As your Exchange Server mailbox databases grow you’re eventually going to be interested in finding out two things – how large the database file is, and how much available new mailbox space is in the database.

“Available new mailbox space” is sometimes referred to as “white space”, although the folks at Microsoft will tell you that is not the correct term for it. I’ll try to stick to the correct terminology in this article.

If you’re not sure what that “available new mailbox space” means, consider this example. Let’s say you’ve got a 100Gb mailbox database, with 0Gb of available new mailbox space. If you move a 5Gb mailbox to that database you can expect the database file to grow by approximately 5Gb. If on the other hand you’ve got a 100Gb mailbox database, and recently some users have deleted content from their mailboxes, and a few mailboxes have also been deleted, there might be 10Gb of “available new mailbox space” in the database after those deleted items have been purged. The database file itself won’t shrink, but if you were to move another 5Gb mailbox to that database, it wouldn’t necessarily grow either, because it had 10Gb of “available new mailbox space” to place that data into.

That’s the simplest explanation I can provide without getting into a deep dive on ESE.

Anyway, let’s assume you’re interested to know the size and available space in your mailbox databases, and you want to use PowerShell to retrieve that information.

First, running Get-MailboxDatabase will return two properties that we’re interested in; DatabaseSize and AvailableNewMailboxSpace. I’m also retrieving the Name because I have multiple databases in this environment.

[PS] C:\>Get-MailboxDatabase | select Name,DatabaseSize,AvailableNewMailboxSpace

Name                        DatabaseSize AvailableNewMailboxSpace
----                        ------------ ------------------------
Mailbox Database 1833569659

In the output above the attributes are blank. This is because I did not use the -Status parameter for Get-MailboxDatabase, which retrieves some extra details that the default cmdlet behaviour does not.

[PS] C:\>Get-MailboxDatabase -Status | select Name,DatabaseSize,AvailableNewMailboxSpace

Name                        DatabaseSize                    AvailableNewMailboxSpace
----                        ------------                    ------------------------
DB01                        23.25 GB (24,964,497,408 bytes) 123 MB (128,942,080 bytes)
DB02                        25.88 GB (27,783,069,696 bytes) 184 MB (192,970,752 bytes)
DB03                        3 GB (3,221,225,472 bytes)      58.03 MB (60,850,176 bytes)
DB04                        2.625 GB (2,818,572,288 bytes)  36.63 MB (38,404,096 bytes)
Mailbox Database 1833569659 768 MB (805,306,368 bytes)      179.8 MB (188,579,840 bytes)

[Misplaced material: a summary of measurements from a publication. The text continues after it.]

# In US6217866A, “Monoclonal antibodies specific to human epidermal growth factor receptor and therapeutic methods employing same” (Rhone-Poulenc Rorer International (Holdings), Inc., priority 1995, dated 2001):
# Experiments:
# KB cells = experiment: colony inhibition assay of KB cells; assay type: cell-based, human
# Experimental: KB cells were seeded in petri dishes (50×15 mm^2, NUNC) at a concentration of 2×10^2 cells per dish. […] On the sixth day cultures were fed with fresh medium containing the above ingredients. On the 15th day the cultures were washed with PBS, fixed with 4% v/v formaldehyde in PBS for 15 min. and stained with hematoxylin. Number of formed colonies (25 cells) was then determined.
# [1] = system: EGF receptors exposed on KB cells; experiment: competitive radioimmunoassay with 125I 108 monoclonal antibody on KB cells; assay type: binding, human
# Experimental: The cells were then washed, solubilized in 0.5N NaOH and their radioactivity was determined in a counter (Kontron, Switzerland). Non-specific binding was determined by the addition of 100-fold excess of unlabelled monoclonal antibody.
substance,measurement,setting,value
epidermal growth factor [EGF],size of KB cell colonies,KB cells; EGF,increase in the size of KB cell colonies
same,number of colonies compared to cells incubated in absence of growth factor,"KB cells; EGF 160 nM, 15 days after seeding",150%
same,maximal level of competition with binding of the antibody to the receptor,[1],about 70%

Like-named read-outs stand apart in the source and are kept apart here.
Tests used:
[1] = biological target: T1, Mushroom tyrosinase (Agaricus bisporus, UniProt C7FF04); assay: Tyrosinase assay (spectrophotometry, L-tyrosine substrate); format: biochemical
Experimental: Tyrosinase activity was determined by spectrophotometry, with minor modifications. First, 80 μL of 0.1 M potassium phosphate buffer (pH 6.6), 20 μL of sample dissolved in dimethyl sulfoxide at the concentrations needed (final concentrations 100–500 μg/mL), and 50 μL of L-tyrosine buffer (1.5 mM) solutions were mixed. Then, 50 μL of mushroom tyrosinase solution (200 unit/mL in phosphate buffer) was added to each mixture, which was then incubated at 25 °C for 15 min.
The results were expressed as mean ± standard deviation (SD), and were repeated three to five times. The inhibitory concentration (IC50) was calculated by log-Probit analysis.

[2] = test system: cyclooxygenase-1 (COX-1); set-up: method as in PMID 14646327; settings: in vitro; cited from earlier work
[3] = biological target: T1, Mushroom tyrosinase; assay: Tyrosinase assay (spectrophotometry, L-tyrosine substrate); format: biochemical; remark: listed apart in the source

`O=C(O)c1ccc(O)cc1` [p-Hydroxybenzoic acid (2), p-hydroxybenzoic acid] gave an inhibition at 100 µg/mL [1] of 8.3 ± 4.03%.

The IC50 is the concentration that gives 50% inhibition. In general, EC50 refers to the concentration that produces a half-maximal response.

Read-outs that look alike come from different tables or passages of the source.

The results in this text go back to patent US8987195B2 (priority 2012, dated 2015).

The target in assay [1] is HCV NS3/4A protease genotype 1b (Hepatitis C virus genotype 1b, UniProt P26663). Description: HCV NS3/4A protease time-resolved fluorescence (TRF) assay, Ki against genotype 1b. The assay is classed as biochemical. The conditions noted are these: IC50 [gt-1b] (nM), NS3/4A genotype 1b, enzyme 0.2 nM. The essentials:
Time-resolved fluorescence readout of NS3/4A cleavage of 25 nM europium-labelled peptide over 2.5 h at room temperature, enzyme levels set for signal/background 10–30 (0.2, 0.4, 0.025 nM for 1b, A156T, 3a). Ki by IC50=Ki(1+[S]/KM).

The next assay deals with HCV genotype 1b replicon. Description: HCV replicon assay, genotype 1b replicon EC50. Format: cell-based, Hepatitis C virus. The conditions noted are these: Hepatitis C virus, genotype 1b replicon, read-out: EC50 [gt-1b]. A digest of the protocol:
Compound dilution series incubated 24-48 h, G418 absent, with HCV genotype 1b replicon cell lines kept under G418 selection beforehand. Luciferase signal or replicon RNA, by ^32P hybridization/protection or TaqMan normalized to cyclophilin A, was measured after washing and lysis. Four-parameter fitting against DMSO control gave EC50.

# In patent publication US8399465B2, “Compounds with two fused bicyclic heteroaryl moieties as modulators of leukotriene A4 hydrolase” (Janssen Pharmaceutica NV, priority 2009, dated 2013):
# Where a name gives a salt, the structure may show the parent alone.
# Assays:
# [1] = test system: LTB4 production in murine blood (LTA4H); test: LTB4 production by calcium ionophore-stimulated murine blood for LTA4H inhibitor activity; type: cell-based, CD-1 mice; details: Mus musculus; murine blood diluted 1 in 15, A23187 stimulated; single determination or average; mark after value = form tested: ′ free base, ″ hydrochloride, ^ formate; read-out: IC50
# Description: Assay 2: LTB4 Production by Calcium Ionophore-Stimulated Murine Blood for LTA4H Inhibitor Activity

Job done, right? Not quite. Those values are what we want to see, but they may not be useful for reporting purposes. For example, if I were to output that data to CSV file and open it in Excel, the values such as “23.25 Gb (24,964,497,408 bytes)” would not be very useful for sorting or graphing.

So instead I prefer to convert the data to a useful, consistent format, generally a rounded number of GB.

[PS] C:\>Get-MailboxDatabase -Status | sort name | select name,@{Name='DB Size (Gb)';Expression={$_.DatabaseSize.ToGb()}},@{Name='Available New Mbx Space Gb)';Expression={$_.AvailableNewMailboxSpace.ToGb()}}

Name                        DB Size (Gb) Available New Mbx Space Gb)
----                        ------------ ---------------------------
DB01                                  23                           0
DB02                                  25                           0
DB03                                   3                           0
DB04                                   2                           0
Mailbox Database 1833569659            0                           0

In your case MB might be more useful, depending on the size of your environment and how you plan to use the data in Excel or other applications later.

As you can see this is pretty simple information to retrieve, with the only issue being that command is a royal pain to remember and type in full each time you want to get the latest figures. So you will probably find it much easier to simply add that one-liner to a script file and run the script instead. That has the advantage of allowing you to add parameters to your script for specifying which databases to query, or to output the information to a specific format.

About the Author

Paul Cunningham

Paul is a former Microsoft MVP for Office Apps and Services. He works as a consultant, writer, and trainer specializing in Office 365 and Exchange Server. Paul no longer writes for


  1. dale holmes

    Those that dont get values back on that command.

    this is the command which works for me and returns values. probably the same for 2013. (eg. must include -status attribute)

    Get-MailboxDatabase -Status | select Name,DatabaseSize,AvailableNewMailboxSpace

  2. Najkul

    It worked, thanks! 🙂

  3. Mark Young

    I have three Exchange Databases. Db01, 02, and 03. WHen I run the command above I get the following.

    Name DB Size (Gb) Available New Mbx Space Gb)
    —- ———— —————————
    DB01 450 13
    DB02 505 61
    DB03 326 11